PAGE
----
Setoff

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Setoff

Money held on behalf of a borrower that may be applied to repay the loan, but usually without the permission of the borrower.

Setoff

1. The ability of a debtor to reduce the amount of one's debt by an amount the creditor owes to the debtor. Thus, if a debtor owes a creditor $20,000 but the creditor owes the debtor $5,000 in an unrelated matter, setoff allows the debtor effectively to owe only $15,000.

2. In banking, the right of a bank to seize a debtor's account balance held at that bank if a debt is in or near default. Some jurisdictions limit the right of setoff; for example, the United States does not allow it to apply for commercial loans or credit card debt.
References in periodicals archive ?
The court held that in this case, there should be no set-off for the settlement of the second dentist because there were different damages caused by each defendant; notwithstanding the fact that some of the injuries were aggravated -- there were additional separate injuries caused by the dentists and, therefore, there would be no setoff.
The nursing home settled and after trial, the court held that a set-off was appropriate for the nursing home's settlement.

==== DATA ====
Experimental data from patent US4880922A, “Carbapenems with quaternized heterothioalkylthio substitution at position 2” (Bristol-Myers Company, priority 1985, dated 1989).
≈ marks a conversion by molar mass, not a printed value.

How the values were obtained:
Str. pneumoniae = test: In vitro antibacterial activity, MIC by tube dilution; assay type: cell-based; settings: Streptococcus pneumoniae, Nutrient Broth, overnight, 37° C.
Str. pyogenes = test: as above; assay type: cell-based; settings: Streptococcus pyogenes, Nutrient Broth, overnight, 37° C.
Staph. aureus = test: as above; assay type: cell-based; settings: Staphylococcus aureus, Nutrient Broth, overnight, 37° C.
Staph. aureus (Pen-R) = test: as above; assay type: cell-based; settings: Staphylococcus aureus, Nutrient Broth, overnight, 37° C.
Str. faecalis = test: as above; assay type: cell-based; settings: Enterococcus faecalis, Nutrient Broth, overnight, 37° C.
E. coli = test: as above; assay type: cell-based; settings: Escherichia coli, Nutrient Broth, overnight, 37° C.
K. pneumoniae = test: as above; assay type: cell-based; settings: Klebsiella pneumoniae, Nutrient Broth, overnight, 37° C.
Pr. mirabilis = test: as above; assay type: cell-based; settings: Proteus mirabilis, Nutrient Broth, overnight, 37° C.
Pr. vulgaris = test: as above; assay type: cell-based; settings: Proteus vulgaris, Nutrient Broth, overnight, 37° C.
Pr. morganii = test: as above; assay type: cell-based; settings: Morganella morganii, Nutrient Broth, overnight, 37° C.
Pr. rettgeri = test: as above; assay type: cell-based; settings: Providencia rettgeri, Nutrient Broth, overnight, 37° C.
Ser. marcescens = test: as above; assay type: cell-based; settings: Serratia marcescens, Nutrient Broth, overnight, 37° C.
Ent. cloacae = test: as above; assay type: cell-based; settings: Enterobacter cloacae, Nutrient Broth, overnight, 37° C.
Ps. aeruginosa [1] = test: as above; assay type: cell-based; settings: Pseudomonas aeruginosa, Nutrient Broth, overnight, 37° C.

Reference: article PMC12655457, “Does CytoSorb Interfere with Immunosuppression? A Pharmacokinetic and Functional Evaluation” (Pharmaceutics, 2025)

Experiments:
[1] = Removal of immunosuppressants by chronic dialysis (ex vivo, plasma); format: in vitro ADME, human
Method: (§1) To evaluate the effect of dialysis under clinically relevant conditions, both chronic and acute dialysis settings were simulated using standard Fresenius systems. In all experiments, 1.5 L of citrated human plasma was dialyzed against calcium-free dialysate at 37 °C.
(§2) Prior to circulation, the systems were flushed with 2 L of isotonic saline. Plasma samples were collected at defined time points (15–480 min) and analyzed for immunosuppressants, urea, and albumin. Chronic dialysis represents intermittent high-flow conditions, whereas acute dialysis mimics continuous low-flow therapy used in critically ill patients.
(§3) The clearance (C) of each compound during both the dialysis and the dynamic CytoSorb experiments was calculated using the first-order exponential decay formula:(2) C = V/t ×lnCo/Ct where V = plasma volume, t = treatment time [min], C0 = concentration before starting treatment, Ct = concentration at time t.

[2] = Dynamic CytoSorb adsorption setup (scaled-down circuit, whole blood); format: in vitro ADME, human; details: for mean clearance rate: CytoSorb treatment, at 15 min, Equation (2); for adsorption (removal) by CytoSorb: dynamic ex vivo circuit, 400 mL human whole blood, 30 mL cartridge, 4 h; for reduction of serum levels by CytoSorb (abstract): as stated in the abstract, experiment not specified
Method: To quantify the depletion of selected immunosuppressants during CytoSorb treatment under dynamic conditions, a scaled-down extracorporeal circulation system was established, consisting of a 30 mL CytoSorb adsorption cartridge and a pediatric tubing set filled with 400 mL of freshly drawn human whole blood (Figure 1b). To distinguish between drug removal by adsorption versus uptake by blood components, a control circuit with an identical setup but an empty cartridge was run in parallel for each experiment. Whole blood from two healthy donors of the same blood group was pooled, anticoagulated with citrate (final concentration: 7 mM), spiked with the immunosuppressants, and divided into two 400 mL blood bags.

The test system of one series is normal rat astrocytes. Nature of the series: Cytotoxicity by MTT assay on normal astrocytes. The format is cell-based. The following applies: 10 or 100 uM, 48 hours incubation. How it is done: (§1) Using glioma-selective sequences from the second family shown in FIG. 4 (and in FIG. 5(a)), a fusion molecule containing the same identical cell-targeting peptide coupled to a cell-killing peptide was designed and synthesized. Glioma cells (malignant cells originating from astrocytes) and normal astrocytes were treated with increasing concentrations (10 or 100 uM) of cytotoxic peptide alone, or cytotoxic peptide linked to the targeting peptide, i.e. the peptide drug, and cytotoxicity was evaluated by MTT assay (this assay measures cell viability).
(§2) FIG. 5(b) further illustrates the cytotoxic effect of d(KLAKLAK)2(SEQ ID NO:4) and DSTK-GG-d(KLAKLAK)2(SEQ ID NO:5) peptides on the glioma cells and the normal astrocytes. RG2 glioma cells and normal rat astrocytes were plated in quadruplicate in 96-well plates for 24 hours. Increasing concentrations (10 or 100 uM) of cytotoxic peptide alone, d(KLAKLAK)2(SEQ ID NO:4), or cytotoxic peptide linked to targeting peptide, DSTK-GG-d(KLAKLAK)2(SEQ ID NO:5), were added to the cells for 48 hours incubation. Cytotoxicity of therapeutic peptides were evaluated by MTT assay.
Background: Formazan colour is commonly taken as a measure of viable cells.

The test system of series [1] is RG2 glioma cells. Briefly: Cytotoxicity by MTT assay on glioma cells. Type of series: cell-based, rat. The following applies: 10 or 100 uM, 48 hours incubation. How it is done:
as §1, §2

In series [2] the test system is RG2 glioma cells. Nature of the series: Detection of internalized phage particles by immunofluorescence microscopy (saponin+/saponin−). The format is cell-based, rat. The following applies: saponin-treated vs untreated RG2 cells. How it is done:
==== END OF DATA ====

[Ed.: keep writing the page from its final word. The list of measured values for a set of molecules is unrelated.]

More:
Once entitlement to a set-off is determined, calculating the set-off is the next step.
As to economic damages, multiply the ratio of economic damages/total verdict by the settlement amount to determine the set-off.
In Standard & Poor's view, on an insolvency of the insurance company, if the borrower contested the set-off prohibition, the courts would use discretion, taking into consideration the closeness of the relationship between the bank and the insurance company as well as the degree to which the mortgage product's marketing material explained the risks of the insurance company's insolvency.
Karen Naylor, Managing Director at Standard & Poor's European Structured Finance Ratings Services group, stated that in the case where a pool of Dutch mortgage loans is being securitized, the set-off issue can determine, quite simply, whether or not investors in the RMBS are repaid interest and principal.
Naylor explained further that the set-off problem can occur only when the insurer is defaulting on its obligations and that it is, therefore, possible to rate a transaction where the current rating on the insurer provides a ceiling to the rating on the securitization notes.
Assuming that this is not acceptable, though, then the rating consequences of the set-off issue will vary with the exact type of mortgage product involved; in the case of 'savings mortgages', set-off is not usually a problem," she said.